Short Communication, J Regen Med Vol: 10 Issue: 1
A Flowchart for the Translational Research of CellBased Therapy in the Treatment of Long Bone Defects
Johan Lammens1*2, Marina Marechal2,5, Hendrik Delport2, Liesbet Geris2,3,4,5 and Frank Luyten2,5
1Department of Orthopedic Surgery, University Hospitals KU Leuven, Leuven, Belgium
2Department of Prometheus and Skeletal Tissue Engineering of the KU Leuven, Leuven, Belgium
3Department of Mechanical Engineering and Biomechanics Section, KU Leuven, Leuven, Belgium
4Department of Biomechanics Research Unit, GIGA In silico Medicine, University of Liege, Liege, Belgium
5Department of Skeletal Biology and Engineering Research Center, KU Leuven, Leuven, Belgium
Department of Orthopedic Surgery, University Hospitals KU Leuven, Leuven, Belgium,
Received: January 16, 2020 Accepted: February 2, 2021 Published: February 09, 2021
Citation: Lammens J, Marechal M, Delport H, Geris L, Luyten F (2021) A flowchart for the translational research of cell-based therapy in the treatment of long bone defects. J Regen Med 10:1.
Autologous cell-based tissue engineering may offer new opportunities for the treatment of long bone defects. Experimental work in small animal models requires an important up scaling to meet the dimensions of geometrically large bone segments that need reconstruction, and this is of uttermost importance to make tissue-engineered cell-based therapies work in clinical conditions. Many fragmentary results in laboratory conditions using mice or rats are described, but a framework for a stepwise up scaling is lacking. Nevertheless, this is essential to guide the preclinical process to a reliable outcome and hence needs to be included in the translational research strategy to lead to predictive results in patients. A structured flowchart provides insight in the progress of the development of a robust tissue-engineered product, the process to reach the clinic, and the critical funding to support this translational step.
Keywords: Clinical translation; Skeletal tissue engineering; Combination product
Clinical translation; Skeletal tissue engineering; Combination product
It remains a challenge for orthopaedic surgeons to reconstruct large defects of long bones originating from trauma, infection, prosthesis removal, tumour resection or native conditions such as congenital pseudarthrosis of the tibia. To avoid the morbidity associated with present techniques for the repair of bone loss, and to reduce the economic burden due to recurrent surgeries, prolonged hospitalization, functional impairment and working incapacity, the attention has become focused on tissue-engineered products. They are known as Advanced Therapy Medicinal Products (ATMPs) in Europe, and Human, Cells, Tissues and cellular and tissue based Products (HCTPs) in the United States [1,2]. The application of these products is based on strategies using the penta-concept, bringing cells, growth factors and an appropriate scaffold together in a well- prepared biological chamber in vivo, while the bone is mechanically stabilized .
However, upscaling a tissue-engineered construct towards clinically relevant dimensions is challenging, and a clear-cut scenario for translation from bench to bedside is lacking.
Current laboratory research is often restricted to the reconstruction of skeletal defects in small animal models (mice or rats), which is not always relevant for human applications [4-7]. The absolute geometrical dimensions of the specific defect under investigation must be taken into account, requiring suitable large animal models to ensure an effective translation of research findings towards use in patients.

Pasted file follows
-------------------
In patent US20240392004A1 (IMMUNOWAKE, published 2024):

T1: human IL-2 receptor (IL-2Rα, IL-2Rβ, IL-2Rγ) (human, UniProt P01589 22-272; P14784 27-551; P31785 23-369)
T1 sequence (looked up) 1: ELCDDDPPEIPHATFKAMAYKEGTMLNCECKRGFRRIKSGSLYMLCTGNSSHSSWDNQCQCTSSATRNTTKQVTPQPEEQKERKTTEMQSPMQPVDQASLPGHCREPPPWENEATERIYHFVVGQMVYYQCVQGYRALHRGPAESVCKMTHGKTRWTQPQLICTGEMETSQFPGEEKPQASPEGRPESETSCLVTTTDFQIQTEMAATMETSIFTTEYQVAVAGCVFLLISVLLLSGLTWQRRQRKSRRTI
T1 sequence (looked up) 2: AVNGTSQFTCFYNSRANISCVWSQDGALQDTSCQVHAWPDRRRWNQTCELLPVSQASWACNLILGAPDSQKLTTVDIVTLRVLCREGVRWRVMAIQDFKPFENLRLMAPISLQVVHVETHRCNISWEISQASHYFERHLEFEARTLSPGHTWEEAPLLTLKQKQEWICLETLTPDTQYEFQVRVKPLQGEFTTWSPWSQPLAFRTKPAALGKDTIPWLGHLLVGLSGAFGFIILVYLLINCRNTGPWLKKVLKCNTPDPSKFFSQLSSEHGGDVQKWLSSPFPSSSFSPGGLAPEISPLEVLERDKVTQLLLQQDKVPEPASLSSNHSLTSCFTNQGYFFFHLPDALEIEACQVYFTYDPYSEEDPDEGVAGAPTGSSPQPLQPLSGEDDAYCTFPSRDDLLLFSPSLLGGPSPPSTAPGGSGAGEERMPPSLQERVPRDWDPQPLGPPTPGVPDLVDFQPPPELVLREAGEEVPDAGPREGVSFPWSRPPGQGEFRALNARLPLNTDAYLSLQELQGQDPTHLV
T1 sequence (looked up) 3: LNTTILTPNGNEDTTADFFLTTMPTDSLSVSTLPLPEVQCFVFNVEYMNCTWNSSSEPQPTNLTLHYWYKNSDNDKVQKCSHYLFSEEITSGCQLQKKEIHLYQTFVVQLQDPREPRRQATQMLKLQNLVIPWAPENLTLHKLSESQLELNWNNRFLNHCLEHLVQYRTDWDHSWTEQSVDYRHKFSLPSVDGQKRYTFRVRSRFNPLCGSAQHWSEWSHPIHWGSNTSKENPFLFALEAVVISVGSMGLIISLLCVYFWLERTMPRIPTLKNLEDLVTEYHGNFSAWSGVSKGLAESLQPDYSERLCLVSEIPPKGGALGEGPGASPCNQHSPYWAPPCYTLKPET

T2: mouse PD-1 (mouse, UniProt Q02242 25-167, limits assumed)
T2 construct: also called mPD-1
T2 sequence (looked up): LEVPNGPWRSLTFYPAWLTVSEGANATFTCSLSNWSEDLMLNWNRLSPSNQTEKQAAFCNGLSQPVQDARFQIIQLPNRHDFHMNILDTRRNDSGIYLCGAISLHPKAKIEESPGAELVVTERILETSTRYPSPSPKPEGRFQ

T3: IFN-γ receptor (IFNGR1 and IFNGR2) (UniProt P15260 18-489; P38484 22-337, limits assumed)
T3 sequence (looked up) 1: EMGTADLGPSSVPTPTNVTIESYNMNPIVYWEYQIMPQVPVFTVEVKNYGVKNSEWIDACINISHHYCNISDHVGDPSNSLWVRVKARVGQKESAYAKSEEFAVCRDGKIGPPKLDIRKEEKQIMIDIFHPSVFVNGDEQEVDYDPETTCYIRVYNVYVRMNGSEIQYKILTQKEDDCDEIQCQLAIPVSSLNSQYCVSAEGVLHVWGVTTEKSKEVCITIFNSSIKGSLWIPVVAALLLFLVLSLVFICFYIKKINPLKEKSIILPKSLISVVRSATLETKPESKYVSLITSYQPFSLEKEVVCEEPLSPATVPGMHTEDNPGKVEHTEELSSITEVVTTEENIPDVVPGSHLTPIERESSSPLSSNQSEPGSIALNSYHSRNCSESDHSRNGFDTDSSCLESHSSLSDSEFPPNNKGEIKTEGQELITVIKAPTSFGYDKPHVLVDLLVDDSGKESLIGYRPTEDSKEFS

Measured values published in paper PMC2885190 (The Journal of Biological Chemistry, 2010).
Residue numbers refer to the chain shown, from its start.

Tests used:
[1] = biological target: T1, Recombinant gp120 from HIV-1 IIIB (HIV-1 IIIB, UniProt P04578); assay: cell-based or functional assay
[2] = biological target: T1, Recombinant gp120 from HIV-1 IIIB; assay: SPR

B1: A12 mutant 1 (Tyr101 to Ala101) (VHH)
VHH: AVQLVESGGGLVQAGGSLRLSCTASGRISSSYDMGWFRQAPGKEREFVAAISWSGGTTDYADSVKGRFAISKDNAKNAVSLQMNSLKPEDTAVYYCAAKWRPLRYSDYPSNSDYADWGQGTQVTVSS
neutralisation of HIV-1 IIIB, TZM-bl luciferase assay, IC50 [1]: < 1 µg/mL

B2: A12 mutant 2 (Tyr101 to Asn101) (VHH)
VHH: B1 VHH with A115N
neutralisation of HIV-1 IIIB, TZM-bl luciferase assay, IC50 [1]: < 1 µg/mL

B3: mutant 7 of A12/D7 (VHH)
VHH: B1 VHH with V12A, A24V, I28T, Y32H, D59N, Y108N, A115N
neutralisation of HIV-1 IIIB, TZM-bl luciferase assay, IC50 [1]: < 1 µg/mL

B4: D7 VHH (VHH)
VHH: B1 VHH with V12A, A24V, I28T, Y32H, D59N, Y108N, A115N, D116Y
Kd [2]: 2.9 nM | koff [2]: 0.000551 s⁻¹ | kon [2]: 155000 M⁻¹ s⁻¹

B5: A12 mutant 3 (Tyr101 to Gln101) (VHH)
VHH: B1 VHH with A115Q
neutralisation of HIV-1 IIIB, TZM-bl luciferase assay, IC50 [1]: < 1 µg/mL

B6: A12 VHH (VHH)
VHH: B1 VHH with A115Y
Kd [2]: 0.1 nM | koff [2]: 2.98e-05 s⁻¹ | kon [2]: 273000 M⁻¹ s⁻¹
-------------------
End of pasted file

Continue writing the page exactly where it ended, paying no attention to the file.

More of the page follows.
ince different parts of the skeleton have different restorative capacities, animal models should target the anatomical part of the skeleton that is clinically relevant. Whereas the study of calvarial defects may be relevant for craniofacial reconstructions, a long bone model is most appropriate to study diaphyseal repair . Researchers should also try to mimic the compromised environment characteristic of many patients undergoing skeletal defect reconstructions, where destruction of soft tissues and periosteum, and poor vascularization are rather the rule than the exception.
When comparing results of different studies, species, skeletal maturity of the animal, conditions of mechanical loading of the limb, follow-up period of the study, and most importantly a strict protocol of reproducible surgical procedures, are all key variables which must be managed properly as proposed by Sparks .
To address all aforementioned issues, we describe our three-stage approach involving animal models of increasingsize.
Nude mice model
Since a nude mouse model prevents immunological reactions, it is used extensively for the screening of ATMP combination products across species (e.g. human, rabbit, sheep) [10,11].
We use an ectopic model in which ATMPs of different composition with regard to progenitor cell type expanded bone marrow or periosteum-derived cells, growth factors and scaffolds, are evaluated for their capacity to form new bone. In this first screening, information is gathered about the osteogenic potential of the ATMP in conditions free from normal physiological loading. In addition, as alterations in the bone regulatory cascades will lead to a change in bone forming capacity, the mouse model allows studying specific signalling pathways through systemic or conditional knock-outs.
ATMP effectiveness is measured by examining the bone formation after implanting constructs subcutaneously. At removal 8 weeks postoperatively, the presence of bone, cartilage, blood vessels and bone marrow is studied with Nanofocus Computed Tomography (Nano CT) scanning and histologic analysis. When the implanted cells are from human origin, their contribution to the formed bone is assessed through in situ hybridization.